Douglas Cowell and Brad Fernandes test an LED light in the equipment room of COM Field Production Services.

Lights! Camera! Borrow!

Field Production Services loans COM students all of the video, audio and lighting gear they need

April 1, 2024
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Lights! Camera! Borrow!

A few times each semester, red carts loaded neatly with cameras, lights, and microphones line the hallway of COM’s basement. Film production students will soon swing by to collect the equipment they’ve reserved from the college’s gear library—called Field Production Services—and put it to work in class projects that will land in film festivals or launch industry careers. It’s fitting that posters from COM’s own Redstone Film Festival also line this hallway. 

Field Production Services (FPS) manages thousands of pieces of equipment. Journalism students can borrow a digital SLR camera for an entire semester or check out a voice recorder. Advertising students can reserve lighting gear for a photo shoot. And film and television students can borrow, well, everything. There are diffusers and gels to control lighting; jibs, gimbals and dollies to create camera movement; and tripods, stands, clamps and sandbags to hold it all steady. 

FPS by the Numbers

  • Cinema and Video Cameras: 792
  • DSLR Photo Camera
    (semester loan): 198
  • Audio Recorders: 501
  • Microphones: 986
  • Cinema Lenses: 1,656
Photo by Derek Palmer

Any COM student who needs equipment for a class project can make a reservation, as long as they’ve received training in advance. Brad Fernandes, COM’s director of technology, says his staff fulfilled 2,971 orders during the fall 2023 semester, loaning students 15,800 pieces of gear. While film productions make up the biggest orders, there’s a steady stream of students picking up and dropping off gear for smaller projects throughout the year. 

Fernandes (CGS’99, COM’01) remembers when he was a student and COM had separate gear libraries for every department, each with its own rules. The system could be confusing for, say, a film student taking a journalism course. One of Fernandes’ first tasks when he joined the COM staff in 2009 was integrating all of the gear into FPS. Today, the biggest challenge is keeping up with the latest technology while also maintaining a collection that serves as many students as possible. 

“We try to find the tools that can be used to teach students so that when they go out into the professional world, they’ll be able to make that transition,” he says. His staff  stocks a fleet of modern cameras and is always planning for upgrades—like a shift to 4K video, which has four times the resolution of the high-definition cameras that make up most of the FPS collection.

Bret Upham, the manager of FPS, oversees the department’s daily operations. A veteran of the Boston filmmaking scene and a longtime instructor at the New England Institute of Art, he joined COM in fall 2023 and brings an educator’s eye to the job. More, and fancier, gear isn’t always the answer, he says. “In a learning environment, you should start with the bare bones and try to get a good shot with that.”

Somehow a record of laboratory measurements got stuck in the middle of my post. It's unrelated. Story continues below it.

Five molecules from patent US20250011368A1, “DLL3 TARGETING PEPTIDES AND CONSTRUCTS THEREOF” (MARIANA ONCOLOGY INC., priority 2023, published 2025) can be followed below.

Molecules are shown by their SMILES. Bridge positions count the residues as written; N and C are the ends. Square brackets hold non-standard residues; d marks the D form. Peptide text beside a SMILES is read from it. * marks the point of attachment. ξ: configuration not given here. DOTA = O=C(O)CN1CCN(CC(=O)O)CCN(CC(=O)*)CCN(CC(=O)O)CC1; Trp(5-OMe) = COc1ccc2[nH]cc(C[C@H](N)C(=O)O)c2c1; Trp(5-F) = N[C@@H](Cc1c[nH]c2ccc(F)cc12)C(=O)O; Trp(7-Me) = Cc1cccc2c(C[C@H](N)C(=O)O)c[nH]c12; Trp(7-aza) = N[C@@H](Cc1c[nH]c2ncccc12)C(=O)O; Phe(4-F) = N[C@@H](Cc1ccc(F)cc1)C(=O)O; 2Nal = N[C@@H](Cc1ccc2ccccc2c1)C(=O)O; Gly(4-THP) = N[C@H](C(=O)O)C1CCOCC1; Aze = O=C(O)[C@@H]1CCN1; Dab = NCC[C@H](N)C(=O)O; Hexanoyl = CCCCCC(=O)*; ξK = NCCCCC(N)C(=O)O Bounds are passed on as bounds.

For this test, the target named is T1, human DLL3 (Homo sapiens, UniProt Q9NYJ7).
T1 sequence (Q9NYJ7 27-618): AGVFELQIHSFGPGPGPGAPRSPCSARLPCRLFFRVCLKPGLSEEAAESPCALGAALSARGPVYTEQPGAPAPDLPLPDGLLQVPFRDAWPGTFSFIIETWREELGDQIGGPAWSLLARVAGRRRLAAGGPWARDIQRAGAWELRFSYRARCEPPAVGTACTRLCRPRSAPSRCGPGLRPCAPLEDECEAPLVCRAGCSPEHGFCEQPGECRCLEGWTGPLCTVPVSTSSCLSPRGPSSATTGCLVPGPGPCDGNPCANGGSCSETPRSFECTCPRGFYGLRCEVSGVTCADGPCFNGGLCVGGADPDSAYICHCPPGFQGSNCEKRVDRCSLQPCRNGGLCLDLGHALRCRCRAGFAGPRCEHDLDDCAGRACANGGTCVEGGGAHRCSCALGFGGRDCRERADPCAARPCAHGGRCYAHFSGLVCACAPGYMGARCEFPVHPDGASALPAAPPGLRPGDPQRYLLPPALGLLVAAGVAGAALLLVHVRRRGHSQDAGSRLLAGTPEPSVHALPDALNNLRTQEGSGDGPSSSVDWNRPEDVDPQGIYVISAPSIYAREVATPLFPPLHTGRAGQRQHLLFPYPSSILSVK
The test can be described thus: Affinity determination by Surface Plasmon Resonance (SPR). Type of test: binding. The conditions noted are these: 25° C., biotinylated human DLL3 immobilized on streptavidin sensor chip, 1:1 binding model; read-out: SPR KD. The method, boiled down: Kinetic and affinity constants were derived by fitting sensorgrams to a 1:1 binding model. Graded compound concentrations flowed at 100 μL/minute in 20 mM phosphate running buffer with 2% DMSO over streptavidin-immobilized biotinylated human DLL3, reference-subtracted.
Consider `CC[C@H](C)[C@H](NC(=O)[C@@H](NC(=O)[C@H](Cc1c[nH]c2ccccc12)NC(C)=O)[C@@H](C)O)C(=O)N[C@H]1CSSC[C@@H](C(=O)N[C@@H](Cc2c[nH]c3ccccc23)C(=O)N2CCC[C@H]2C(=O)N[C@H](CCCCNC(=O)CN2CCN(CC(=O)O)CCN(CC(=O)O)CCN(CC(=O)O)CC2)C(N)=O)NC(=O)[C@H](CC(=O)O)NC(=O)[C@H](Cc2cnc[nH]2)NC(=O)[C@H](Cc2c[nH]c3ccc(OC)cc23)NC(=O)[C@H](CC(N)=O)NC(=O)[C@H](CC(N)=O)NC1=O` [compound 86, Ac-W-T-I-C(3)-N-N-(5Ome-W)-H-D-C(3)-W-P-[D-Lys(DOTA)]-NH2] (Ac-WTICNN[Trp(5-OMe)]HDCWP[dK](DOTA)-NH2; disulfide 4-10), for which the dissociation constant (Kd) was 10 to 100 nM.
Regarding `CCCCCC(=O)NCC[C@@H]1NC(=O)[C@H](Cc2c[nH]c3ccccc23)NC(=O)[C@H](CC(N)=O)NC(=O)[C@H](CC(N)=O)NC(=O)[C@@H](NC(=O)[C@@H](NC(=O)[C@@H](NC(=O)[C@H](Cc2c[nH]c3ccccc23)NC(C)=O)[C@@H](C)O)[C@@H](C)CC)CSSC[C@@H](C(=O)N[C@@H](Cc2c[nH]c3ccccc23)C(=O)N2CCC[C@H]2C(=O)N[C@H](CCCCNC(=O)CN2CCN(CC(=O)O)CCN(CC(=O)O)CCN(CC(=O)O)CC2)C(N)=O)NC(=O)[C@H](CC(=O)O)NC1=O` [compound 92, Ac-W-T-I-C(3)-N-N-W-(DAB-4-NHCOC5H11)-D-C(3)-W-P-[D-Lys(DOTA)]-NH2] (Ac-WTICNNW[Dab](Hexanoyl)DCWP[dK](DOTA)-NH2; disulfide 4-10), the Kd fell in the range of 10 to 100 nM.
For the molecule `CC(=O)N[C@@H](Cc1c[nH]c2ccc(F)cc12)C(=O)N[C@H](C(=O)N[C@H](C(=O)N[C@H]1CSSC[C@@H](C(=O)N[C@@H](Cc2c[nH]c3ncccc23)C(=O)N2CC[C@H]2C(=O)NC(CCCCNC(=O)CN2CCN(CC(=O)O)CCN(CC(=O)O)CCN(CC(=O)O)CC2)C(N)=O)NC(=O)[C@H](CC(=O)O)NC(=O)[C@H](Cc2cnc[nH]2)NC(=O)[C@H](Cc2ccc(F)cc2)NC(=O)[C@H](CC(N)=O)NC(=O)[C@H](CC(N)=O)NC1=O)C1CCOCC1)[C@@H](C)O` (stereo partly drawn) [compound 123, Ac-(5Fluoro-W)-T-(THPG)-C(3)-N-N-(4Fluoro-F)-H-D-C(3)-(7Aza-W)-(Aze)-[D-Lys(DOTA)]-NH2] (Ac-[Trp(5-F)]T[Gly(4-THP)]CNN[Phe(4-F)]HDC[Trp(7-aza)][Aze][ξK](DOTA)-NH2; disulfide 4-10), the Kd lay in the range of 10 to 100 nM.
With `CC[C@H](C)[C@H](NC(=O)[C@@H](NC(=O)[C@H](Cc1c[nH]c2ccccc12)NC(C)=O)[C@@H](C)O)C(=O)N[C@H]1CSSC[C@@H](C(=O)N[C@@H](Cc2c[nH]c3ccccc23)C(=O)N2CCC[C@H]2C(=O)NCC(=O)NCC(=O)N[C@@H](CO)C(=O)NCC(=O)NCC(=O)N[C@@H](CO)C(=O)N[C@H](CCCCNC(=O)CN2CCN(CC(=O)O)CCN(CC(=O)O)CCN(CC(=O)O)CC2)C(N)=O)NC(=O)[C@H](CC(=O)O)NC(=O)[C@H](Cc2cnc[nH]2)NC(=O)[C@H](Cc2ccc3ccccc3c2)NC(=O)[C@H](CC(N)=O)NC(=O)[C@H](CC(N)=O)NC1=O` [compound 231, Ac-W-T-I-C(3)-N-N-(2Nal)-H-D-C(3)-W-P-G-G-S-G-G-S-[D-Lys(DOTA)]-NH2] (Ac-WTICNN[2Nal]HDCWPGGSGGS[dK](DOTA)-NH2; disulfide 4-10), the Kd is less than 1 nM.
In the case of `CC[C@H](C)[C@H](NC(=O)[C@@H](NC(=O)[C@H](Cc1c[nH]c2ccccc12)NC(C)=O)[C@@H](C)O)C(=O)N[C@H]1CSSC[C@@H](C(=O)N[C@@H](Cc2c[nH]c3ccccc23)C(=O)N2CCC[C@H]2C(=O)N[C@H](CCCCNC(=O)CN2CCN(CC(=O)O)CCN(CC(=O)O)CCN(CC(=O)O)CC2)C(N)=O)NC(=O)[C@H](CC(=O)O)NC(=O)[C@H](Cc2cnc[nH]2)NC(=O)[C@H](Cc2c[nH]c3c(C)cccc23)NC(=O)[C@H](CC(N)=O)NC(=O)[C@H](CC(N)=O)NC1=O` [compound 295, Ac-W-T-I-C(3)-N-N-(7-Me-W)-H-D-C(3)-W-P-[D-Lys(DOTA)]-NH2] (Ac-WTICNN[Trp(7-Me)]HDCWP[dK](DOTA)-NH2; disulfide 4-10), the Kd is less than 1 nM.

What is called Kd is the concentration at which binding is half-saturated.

Brad Fernandes demonstrates a dolly set-up to student Jacob Lee.

The students who reach Production III, COM’s honors level film production course, know how to get a good shot. Now they want them to look great. Theirs are the most complex reservations the FPS staff receives. And in fall 2023, no project was more complicated than Frére Jacques, a horror-thriller shot on location at Lake Monomonac in Rindge, N.H. 

The film’s cinematographer, Mallory Holst (’24), says she visited FPS weekly that semester to test and borrow gear. “I’m kind of a gear junky,” she says. “I really like tech. As soon as I can get my hands on something, I want to know everything it can offer me.” For the team’s two weekend-long shoots, she checked out four carts full of gear, including specialized lenses and a slider for tracking shots. She estimates she borrowed $70,000 in equipment and had to rent a 15-foot U-Haul truck to transport it. 

Viewfinder of camera on set. Actors stand facing away from the camera in the center of the frame.

Frére Jacques, which tells the story of a family’s attempts to bring a dead child back to life, required filming inside a small A-frame house, outside on the shore of the lake and in the lake. “One of my main goals was to mix color temperatures—mixing warm tones coming from the inside and cool tones coming from the outside,” Holst says. “It really creates this spooky vibe and it creates depth within your frames.” To film in the water, she purchased fishing waders and a waterproof camera housing. A stunt coordinator was hired to supervise and a crew member with lifeguard certification stood by. 

Several months after wrapping up filming, Holst and the rest of the Frére Jacques crew are making final edits, tweaking the colors and preparing to enter festivals. At FPS, the staff is getting organized to start the cycle all over again, as the next group of filmmakers prepare their reservations.